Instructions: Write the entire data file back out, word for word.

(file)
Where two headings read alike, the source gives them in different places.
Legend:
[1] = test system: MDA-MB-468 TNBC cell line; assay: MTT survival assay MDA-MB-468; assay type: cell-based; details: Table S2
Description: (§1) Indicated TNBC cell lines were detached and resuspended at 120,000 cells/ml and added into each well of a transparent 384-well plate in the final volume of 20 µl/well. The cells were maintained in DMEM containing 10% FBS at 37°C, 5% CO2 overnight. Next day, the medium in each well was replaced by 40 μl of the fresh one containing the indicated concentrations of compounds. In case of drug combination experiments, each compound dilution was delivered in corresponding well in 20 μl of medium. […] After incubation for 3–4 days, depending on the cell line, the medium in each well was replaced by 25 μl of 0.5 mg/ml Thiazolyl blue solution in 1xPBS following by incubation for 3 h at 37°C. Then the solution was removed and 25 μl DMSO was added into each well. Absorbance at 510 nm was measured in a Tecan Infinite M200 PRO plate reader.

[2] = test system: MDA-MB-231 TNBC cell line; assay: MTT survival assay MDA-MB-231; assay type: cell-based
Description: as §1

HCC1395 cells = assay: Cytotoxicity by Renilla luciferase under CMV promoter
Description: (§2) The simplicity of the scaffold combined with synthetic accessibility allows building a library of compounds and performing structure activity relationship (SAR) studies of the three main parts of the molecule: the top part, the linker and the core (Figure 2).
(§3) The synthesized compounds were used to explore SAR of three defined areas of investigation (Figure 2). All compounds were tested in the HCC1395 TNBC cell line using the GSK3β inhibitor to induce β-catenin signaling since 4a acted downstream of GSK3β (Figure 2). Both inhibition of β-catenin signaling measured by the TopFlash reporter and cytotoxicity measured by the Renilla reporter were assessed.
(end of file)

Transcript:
Where two headings read alike, the source gives them in different places.
Legend:
[1] = test system: MDA-MB-468 TNBC cell line; assay: MTT survival assay MDA-MB-468; assay type: cell-based; details: Table S2
Description: (§1) Indicated TNBC cell lines were detached and resuspended at 120,000 cells/ml and added into each well of a transparent 384-well plate in the final volume of 20 µl/well. The cells were maintained in DMEM containing 10% FBS at 37°C, 5% CO2 overnight. Next day, the medium in each well was replaced by 40 μl of the fresh one containing the indicated concentrations of compounds. In case of drug combination experiments, each compound dilution was delivered in corresponding well in 20 μl of medium. […] After incubation for 3–4 days, depending on the cell line, the medium in each well was replaced by 25 μl of 0.5 mg/ml Thiazolyl blue solution in 1xPBS following by incubation for 3 h at 37°C. Then the solution was removed and 25 μl DMSO was added into each well. Absorbance at 510 nm was measured in a Tecan Infinite M200 PRO plate reader.

[2] = test system: MDA-MB-231 TNBC cell line; assay: MTT survival assay MDA-MB-231; assay type: cell-based
Description: as §1

HCC1395 cells = assay: Cytotoxicity by Renilla luciferase under CMV promoter
Description: (§2) The simplicity of the scaffold combined with synthetic accessibility allows building a library of compounds and performing structure activity relationship (SAR) studies of the three main parts of the molecule: the top part, the linker and the core (Figure 2).
(§3) The synthesized compounds were used to explore SAR of three defined areas of investigation (Figure 2). All compounds were tested in the HCC1395 TNBC cell line using the GSK3β inhibitor to induce β-catenin signaling since 4a acted downstream of GSK3β (Figure 2). Both inhibition of β-catenin signaling measured by the TopFlash reporter and cytotoxicity measured by the Renilla reporter were assessed.